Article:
by asylumx (881307) on Thursday April 24, 2014 @09:33AM (#46832179)

    Yeah, but it ain't gender neutral in English. Ya know - the language you are using..

    Actually, it technically is the gender neutral preposition. It is not, apparently, politically correct but it *is* grammatically correct.

    Wikipedia Reference [wikipedia.org]
    Also, "Man" and "Mankind" still refer to all humans, not just male humans.

  • by Squidlips (1206004) on Thursday April 24, 2014 @10:36AM (#46832773)
    There are two NASA's: 1) There is the pork-laded manned mission NASA out of Houston with power friends on Capital Hill. Their mission is to keep the pork flowing for things like the ISS and the Space Launch System. Bolden is a Houston guy 2) Science: This is the Science Directorate which is JPL out of Pasadena. They are the guys who actually do scientifically meaningful missions such as the rovers on Mars or the Cassini orbiter around Saturn or the probes reaching Pluto and Ceres next year. They are politically weak and constantly have to fight Houston to restore their funding which is always being poached for pork. Carl Sagan started the Planetary Society to stop the poaching but it is stronger than ever.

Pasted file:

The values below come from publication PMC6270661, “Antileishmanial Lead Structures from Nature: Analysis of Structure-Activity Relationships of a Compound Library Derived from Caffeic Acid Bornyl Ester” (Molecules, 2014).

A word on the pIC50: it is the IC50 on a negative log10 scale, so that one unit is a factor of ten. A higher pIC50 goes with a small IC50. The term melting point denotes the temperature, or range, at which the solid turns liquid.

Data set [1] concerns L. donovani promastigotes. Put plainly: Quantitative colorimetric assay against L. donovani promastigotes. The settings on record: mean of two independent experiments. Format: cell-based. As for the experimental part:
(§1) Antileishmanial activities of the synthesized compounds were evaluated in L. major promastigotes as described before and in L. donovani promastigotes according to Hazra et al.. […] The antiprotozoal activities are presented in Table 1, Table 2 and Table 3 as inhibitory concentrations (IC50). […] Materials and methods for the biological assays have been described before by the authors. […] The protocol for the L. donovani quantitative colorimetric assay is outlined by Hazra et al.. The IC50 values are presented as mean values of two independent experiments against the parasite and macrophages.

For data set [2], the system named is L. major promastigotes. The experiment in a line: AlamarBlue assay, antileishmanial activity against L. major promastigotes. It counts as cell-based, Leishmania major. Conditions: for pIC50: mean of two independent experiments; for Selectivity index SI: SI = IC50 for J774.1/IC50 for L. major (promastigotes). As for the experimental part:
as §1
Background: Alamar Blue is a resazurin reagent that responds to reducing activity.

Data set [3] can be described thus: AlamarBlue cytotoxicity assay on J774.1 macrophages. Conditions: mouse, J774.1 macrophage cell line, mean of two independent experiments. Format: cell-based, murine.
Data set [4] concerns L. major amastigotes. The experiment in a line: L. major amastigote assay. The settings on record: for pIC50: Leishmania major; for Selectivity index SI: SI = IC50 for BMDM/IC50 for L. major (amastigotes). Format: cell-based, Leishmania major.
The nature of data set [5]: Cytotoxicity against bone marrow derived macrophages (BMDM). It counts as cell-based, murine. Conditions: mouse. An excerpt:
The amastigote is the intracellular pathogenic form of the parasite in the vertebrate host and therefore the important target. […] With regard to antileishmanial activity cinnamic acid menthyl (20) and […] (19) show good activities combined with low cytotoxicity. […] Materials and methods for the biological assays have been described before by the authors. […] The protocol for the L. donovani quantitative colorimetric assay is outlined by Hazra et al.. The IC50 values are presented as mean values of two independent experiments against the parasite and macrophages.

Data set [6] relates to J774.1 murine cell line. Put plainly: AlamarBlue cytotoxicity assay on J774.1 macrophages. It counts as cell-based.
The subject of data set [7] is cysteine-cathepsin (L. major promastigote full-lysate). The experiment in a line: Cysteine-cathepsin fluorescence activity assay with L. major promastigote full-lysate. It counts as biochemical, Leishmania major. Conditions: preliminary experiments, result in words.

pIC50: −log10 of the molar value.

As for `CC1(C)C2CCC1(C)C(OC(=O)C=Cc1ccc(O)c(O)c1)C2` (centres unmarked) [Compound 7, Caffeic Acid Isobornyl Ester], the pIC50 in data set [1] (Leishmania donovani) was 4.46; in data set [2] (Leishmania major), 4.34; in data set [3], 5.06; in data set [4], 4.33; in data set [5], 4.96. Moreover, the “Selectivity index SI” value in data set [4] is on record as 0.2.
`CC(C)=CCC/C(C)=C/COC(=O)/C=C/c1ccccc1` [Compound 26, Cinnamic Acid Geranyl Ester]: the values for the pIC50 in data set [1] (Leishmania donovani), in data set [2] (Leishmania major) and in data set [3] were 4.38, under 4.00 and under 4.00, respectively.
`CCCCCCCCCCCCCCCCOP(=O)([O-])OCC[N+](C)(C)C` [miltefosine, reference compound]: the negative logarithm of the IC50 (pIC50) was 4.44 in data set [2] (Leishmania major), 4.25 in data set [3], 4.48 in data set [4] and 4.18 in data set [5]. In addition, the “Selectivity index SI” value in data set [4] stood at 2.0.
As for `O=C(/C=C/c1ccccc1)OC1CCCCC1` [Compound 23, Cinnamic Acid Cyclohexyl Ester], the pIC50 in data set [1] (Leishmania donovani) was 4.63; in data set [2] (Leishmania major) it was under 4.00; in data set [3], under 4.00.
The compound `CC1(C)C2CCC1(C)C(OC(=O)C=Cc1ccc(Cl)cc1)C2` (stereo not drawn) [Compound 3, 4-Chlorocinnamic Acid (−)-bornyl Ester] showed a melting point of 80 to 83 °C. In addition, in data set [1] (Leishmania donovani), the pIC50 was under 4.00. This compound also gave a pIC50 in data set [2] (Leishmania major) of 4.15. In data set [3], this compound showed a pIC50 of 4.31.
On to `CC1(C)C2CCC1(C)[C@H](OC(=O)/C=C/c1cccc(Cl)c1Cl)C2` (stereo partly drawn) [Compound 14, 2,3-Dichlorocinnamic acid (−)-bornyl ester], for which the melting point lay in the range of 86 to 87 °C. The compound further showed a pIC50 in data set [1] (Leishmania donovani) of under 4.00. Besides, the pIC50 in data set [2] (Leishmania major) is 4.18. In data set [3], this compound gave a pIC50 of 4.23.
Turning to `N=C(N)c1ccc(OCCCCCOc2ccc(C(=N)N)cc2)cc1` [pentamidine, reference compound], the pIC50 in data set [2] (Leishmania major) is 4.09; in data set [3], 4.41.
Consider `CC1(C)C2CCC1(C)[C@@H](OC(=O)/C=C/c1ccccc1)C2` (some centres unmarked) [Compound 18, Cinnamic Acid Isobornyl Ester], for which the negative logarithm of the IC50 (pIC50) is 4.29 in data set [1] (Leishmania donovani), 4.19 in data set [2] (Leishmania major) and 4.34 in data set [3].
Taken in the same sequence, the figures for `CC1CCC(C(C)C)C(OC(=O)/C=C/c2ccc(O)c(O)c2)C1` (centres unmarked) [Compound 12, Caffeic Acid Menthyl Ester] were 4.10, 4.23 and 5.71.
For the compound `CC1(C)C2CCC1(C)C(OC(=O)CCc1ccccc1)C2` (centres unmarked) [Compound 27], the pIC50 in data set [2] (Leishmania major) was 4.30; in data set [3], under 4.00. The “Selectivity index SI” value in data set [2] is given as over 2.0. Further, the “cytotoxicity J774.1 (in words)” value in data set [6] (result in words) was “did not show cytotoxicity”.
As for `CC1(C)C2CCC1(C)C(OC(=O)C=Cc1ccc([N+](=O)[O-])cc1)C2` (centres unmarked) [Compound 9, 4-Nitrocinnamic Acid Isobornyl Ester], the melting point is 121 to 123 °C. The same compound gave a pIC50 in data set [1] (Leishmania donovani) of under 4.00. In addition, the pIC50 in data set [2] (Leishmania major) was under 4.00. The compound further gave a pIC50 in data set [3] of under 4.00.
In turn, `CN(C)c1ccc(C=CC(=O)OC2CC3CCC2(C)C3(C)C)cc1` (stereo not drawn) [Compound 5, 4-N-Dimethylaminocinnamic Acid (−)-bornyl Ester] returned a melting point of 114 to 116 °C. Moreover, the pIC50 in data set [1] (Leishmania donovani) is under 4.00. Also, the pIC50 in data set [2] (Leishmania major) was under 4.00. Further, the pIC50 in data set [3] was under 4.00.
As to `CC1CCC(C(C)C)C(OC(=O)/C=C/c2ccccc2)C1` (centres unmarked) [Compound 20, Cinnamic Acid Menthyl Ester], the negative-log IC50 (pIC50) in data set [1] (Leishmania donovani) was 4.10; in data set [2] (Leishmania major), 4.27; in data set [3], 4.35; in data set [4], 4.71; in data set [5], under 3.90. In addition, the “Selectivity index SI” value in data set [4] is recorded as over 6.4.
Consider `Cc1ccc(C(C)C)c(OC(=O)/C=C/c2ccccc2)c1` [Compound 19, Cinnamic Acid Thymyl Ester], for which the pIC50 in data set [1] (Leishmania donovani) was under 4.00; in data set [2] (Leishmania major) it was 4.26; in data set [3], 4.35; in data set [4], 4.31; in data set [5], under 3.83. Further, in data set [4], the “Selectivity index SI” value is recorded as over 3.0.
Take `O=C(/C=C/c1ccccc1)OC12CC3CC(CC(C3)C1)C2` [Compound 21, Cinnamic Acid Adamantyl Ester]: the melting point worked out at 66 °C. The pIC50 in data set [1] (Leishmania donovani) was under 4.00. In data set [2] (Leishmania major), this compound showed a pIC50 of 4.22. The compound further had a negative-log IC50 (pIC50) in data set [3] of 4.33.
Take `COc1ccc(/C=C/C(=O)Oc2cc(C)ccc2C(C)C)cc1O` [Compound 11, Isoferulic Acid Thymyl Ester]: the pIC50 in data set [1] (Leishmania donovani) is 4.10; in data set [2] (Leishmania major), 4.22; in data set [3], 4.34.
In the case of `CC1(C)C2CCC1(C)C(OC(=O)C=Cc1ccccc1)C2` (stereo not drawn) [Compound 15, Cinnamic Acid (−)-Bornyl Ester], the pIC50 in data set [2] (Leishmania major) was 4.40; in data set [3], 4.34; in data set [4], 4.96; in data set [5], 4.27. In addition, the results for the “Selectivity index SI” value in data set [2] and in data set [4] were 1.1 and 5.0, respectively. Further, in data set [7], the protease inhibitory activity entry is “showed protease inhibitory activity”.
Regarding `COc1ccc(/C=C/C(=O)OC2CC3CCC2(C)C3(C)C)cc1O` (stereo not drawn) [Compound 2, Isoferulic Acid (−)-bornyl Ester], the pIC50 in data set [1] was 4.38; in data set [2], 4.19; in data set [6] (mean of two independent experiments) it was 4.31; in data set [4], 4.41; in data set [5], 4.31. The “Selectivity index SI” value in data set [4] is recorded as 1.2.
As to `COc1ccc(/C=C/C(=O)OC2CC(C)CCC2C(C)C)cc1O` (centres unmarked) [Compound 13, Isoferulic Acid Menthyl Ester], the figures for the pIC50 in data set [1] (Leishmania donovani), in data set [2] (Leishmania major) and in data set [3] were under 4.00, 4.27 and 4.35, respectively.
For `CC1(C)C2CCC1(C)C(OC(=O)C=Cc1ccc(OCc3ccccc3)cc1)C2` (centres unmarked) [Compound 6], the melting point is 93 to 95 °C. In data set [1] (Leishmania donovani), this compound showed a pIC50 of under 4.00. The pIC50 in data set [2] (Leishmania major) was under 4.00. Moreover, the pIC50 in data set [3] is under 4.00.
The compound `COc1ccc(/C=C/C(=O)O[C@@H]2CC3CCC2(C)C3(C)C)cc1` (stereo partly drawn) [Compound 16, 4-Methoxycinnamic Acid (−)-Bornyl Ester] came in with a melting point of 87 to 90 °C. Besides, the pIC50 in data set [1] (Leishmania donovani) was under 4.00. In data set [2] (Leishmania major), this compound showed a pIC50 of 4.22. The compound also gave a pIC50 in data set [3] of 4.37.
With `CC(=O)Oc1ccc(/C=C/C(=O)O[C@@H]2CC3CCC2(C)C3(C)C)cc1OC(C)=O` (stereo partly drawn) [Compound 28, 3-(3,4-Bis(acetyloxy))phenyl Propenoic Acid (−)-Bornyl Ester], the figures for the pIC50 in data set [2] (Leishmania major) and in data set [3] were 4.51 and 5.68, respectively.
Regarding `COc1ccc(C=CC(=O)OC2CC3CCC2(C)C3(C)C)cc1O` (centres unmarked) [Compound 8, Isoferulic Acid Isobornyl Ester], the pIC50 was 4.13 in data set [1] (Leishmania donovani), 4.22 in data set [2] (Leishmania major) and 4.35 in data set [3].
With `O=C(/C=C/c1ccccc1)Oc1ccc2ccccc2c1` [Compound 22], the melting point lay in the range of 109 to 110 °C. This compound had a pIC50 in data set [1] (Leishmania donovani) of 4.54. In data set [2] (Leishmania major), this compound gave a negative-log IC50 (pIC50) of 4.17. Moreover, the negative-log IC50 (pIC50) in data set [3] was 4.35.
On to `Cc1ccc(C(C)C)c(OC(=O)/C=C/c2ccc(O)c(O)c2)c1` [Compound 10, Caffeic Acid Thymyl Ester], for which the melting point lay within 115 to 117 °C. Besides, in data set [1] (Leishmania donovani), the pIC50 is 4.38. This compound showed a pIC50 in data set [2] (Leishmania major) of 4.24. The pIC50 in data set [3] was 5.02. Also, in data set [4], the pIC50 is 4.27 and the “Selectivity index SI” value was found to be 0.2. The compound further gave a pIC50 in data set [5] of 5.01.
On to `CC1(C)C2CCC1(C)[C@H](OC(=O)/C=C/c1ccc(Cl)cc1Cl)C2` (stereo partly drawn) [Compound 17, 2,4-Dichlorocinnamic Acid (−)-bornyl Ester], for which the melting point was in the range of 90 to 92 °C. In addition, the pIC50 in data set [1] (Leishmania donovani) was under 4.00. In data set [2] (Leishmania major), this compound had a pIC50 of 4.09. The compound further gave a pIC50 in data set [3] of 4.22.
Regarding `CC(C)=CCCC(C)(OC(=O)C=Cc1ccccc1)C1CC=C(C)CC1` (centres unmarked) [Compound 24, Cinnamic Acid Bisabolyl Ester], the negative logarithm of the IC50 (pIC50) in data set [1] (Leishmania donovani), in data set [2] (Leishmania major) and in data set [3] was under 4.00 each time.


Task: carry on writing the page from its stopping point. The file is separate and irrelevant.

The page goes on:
• by geekoid (135745) <dadinportland@@@yahoo...com> on Thursday April 24, 2014 @11:59AM (#46833383) Homepage Journal

    Absolutely we know that.

    There was no driving factor for private interest.

    NASA never lost it's way. NASA lost it's budget. IN spite of budget reductions, NASA has done amazing things, just without humans sitting in a flight deck.

May the bluebird of happiness twiddle your bits.